Digital Marketing

The Death of Eureka; just show me the money!

From the time I started this journey of becoming a Digital Marketer, I had to ask a very personal question: what’s the most desired skill of a contemporary Digital Marketer?

Looking from a junior role perspective, I was always asking myself this question again and again for almost a year. Determined to end my anguish, I turned the question into the subject of my dissertation.

The research was carried out in 2012 and though it may sound like long time ago, especially due to the changing nature of the digital field, I’ve realised recently the shocking relevance of my findings two years ago.

Since January, I started the time-consuming task of finding a job in Digital Marketing. I created a checklist of what I wanted in a role and my career goals in order to choose wisely. This is a milestone in my professional life and a huge step to get me closer to my dreams so I carefully evaluated agency-side or client-side roles, company size, location, organisational culture etc.

Well after the “theoretical” part came the hard work:
a) Where do I start looking?
b) How should I sell myself? And especially
c) What types of roles should I apply for? What am I good at?

For the first question, and following my husband’s advice, I identified the recruitment agencies who specialised in Digital Marketing roles in London. I called them, introduced myself and asked them Question C. Most of them were very professional and after assessing my experience, background and studies, they started to direct me into the fields they thought I should think about applying for e.g. PPC, SEO, Account Management, Social Media and Media Planning & Buying.

And here comes the “flashback” of my dissertation findings:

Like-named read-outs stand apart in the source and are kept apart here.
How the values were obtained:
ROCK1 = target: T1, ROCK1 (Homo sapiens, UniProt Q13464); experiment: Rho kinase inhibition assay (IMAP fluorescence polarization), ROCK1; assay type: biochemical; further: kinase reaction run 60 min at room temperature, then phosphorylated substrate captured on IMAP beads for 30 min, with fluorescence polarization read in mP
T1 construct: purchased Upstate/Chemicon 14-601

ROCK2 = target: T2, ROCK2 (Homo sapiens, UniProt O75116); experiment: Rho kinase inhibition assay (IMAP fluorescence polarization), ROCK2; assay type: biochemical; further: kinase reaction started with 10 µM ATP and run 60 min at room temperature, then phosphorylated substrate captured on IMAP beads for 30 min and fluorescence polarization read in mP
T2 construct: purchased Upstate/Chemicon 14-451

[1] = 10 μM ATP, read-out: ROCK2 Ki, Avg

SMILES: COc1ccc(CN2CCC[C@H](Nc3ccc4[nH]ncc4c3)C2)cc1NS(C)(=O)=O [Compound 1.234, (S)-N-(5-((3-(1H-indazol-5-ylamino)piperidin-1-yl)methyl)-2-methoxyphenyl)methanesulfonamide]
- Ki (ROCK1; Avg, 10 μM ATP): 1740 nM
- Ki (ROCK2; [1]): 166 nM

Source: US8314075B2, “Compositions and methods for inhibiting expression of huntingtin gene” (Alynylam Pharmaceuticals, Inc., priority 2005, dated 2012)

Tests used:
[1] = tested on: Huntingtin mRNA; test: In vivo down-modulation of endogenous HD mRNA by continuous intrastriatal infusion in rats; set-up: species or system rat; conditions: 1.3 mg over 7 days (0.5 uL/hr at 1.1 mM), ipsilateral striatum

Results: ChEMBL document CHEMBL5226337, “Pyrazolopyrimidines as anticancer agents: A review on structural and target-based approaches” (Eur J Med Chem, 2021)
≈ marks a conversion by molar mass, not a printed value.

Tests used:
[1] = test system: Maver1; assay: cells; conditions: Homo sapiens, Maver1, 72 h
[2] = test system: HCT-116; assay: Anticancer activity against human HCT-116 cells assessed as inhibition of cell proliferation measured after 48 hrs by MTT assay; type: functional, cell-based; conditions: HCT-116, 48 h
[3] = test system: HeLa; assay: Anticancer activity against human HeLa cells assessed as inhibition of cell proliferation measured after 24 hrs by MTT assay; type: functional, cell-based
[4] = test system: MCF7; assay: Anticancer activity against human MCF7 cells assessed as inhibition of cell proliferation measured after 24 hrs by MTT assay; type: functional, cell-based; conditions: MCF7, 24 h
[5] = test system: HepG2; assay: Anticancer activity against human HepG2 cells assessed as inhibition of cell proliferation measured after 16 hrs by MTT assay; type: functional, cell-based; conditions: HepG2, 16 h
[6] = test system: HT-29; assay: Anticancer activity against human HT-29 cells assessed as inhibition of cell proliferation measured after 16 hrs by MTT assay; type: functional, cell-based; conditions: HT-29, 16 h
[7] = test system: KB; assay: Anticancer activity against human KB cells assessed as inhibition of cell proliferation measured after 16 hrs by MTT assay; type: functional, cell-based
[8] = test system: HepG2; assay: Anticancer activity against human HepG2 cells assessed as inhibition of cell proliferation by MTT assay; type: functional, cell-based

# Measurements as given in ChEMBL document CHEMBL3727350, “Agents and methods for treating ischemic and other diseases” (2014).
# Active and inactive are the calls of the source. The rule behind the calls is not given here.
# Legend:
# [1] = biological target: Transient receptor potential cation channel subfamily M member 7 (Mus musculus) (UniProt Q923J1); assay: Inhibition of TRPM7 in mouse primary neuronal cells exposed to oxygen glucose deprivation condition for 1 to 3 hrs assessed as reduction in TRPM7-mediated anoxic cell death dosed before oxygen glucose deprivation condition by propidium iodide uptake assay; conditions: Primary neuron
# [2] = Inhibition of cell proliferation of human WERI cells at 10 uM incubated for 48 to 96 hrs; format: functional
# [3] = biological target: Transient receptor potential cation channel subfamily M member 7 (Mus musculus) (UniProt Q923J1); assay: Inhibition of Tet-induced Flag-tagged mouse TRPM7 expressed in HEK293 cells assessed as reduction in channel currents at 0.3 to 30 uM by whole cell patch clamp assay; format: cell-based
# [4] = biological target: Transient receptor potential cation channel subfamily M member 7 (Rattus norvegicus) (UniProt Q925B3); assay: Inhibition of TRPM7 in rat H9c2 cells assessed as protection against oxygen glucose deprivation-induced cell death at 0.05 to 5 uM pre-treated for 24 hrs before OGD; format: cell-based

Skills digital marketers

After analysing 250 online candidate specifications for Digital Marketing posts in the major Recruitment Job Boards in the UK, this is the answer to the question “What is the MOST required skill for Digital Marketers?”

Not only is it a big coincidence that my new job is in SEO but also if you see all the skills mentioned above, (copywriting and web design), they all have an analytical, data-driven nature and believe me when I say employers are really looking for numerical people in Digital Marketing.

I had Excel tests, logical reasoning tests and algebra problems in all of my interviews but one! So when applying for jobs and reading role requirements like:

• Highly numerate
• Analytical – ability to work with large data sets in excel
• Good head for numbers
• Meticulous attention to detail
• Superior analytical skills
• Highly data driven

Prepare in advance for some sort of maths test and try to show not only that you know the answer (if you do), but if you don’t, try to find a way to show you’ve tried and you gave it some thought.

Finally, and after this job hunting period, I’ve comprehended the amazing evolution of marketing roles. A couple of decades ago, it was all about the “Eureka” myth and coming up with creative and unique ideas to reach more customers. I’m not saying creativity is dead but definitely KPIs and especially ROI are pretty much everything a company boardroom, and your boss, want to see.

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Social Media, Technology

My takings from the Digital Marketing Show 2013

Failing to listen to the conversations in the crowded Content Theatre, I managed to listen to the talk by Kimberley Brind from Oracle: “My Social Journey: The great, the bad and the ugly” in the Social Media Theatre. It was really interesting and therefore I’d like to share the highlights and the key learning bytes:

1. Main challenges for Digital Marketing as a vital division within the companies:

a. Prove ROI: although this has been discussed at length, we know that as marketers this is the weakest link in the area. Also working alongside the sales department in order to probe real added value in each campaign has become the main challenge for all digital marketers in terms of conversions and cash flow for the company.